Theory of Everything, The (2014)

Director:  James Marsh
Writers:  Anthony McCarten (screenplay), Jane Hawking (book)
Stars:  Eddie Redmayne, Felicity Jones, Charlie Cox, David Thewlis

Running Time: 123 mins.

The Theory of Everything explores the loving relationship between world renowned physicist Stephen Hawking and his wife Jane as his health declines due to the devastating effects of a neuro motor disease (Lou Gherig’s disease).  

Eddie Redmayne transforms from able bodied college student to a twisted wheel chair bound person who can’t speak so completely that I felt as if I weren’t watching an actor at all but rather the real man Hawking himself.  

The film begins with Hawking in Cambridge studying and theorizing and eventually showing the world his brilliance as he woos Jane who marries him just after he is diagnosed with the devastating disease and given a mere two years to live.  He was 21 at the time.

Hawking defied those odds as is still alive today, now aged 72.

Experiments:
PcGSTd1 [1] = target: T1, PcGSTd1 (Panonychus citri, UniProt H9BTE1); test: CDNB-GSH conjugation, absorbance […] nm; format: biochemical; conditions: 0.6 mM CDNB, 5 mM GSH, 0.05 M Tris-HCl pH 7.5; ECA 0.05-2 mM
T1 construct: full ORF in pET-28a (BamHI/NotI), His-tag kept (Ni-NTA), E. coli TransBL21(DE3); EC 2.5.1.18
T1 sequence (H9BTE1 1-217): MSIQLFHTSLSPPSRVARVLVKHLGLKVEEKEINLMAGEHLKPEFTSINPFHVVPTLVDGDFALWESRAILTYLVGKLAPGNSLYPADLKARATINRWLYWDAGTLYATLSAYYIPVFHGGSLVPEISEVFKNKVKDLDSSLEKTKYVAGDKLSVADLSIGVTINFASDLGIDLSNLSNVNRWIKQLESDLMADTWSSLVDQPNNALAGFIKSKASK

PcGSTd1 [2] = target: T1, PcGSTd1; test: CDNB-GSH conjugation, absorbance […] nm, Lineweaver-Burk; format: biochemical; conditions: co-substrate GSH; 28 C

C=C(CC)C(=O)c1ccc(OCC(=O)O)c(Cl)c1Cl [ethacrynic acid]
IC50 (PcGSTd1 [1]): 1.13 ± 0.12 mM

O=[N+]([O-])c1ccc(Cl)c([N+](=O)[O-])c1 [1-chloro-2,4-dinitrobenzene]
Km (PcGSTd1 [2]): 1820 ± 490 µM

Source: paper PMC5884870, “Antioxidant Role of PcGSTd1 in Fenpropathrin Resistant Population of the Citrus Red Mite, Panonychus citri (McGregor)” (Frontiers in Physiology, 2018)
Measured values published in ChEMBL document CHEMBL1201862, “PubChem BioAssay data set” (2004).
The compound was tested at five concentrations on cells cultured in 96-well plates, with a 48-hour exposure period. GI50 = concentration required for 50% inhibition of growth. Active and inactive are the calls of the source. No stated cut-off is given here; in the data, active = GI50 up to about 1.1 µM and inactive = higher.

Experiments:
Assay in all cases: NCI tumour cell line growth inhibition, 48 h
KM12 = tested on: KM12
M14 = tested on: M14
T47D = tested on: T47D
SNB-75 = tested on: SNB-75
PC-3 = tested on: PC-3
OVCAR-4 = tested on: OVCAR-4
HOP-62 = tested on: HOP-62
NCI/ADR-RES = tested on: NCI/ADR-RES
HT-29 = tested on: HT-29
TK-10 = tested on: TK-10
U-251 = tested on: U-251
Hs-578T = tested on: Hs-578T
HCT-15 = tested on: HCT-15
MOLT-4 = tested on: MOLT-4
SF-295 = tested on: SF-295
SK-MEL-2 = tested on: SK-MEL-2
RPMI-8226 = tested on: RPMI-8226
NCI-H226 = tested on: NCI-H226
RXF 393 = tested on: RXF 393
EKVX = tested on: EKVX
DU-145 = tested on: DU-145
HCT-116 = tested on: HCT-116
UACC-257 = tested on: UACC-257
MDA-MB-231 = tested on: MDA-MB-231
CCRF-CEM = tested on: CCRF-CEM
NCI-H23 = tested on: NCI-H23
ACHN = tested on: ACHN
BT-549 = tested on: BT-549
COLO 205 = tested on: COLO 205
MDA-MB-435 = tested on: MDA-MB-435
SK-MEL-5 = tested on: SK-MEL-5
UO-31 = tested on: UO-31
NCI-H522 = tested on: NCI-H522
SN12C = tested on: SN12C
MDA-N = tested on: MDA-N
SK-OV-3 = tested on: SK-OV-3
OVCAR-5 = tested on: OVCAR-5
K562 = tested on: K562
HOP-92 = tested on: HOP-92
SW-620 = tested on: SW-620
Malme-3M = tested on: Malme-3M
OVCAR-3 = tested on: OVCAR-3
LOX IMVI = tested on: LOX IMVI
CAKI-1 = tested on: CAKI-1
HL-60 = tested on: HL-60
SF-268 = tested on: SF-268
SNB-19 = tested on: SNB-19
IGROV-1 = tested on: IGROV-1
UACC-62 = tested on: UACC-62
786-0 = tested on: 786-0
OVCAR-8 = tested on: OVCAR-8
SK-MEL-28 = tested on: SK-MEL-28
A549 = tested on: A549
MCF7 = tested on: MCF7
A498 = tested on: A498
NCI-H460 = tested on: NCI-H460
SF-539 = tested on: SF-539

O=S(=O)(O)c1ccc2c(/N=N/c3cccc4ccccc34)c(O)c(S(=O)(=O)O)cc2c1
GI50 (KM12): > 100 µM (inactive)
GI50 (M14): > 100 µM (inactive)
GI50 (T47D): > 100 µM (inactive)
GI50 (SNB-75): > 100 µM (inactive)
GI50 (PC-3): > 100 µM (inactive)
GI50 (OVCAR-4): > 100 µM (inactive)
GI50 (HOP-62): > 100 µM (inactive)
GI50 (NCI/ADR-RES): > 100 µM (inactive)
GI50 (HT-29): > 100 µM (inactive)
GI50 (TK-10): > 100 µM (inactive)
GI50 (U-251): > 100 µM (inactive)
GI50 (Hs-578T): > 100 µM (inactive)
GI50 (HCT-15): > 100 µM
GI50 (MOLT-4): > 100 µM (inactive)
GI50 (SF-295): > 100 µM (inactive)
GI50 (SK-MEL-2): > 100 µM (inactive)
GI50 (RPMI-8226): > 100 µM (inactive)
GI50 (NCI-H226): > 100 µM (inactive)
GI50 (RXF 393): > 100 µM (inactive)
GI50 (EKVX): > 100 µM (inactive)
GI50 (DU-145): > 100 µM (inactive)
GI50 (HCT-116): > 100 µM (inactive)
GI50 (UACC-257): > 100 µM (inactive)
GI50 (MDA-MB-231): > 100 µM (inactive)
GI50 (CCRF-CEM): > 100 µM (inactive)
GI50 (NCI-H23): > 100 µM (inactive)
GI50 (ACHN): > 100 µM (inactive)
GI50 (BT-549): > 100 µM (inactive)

Redmayne’s resemblance to Hawking is astonishing.  His performance is nothing less.  

At its heart, this is a beautiful and yet painful love story.  The rapport between Redmayne and Felicity Jones is a delicate and lovely thing to watch. David Thewlis, always good, plays Hawking’s Cambridge professor and lifelong friend and Charlie Cox is wonderful as Jonathan, the man who befriends the Hawking family.

I had the opportunity to hear Eddie Redmayne discuss the role after a special screening of the film and he described working with a “choreographer”, his term, and a disease specialist to understand and tailor the physical constraints needed to fully portray this character based on the progression of the disease.  His hard work paid off.   There was one painful to watch scene with him on a staircase where I was nearly compelled to pop out of my theater seat to help him.  

Lotta says:  Redmayne’s is an Oscar performance not just because he lost weight and sat in a wheelchair but because his emotional life was so complete and present in every second of every scene.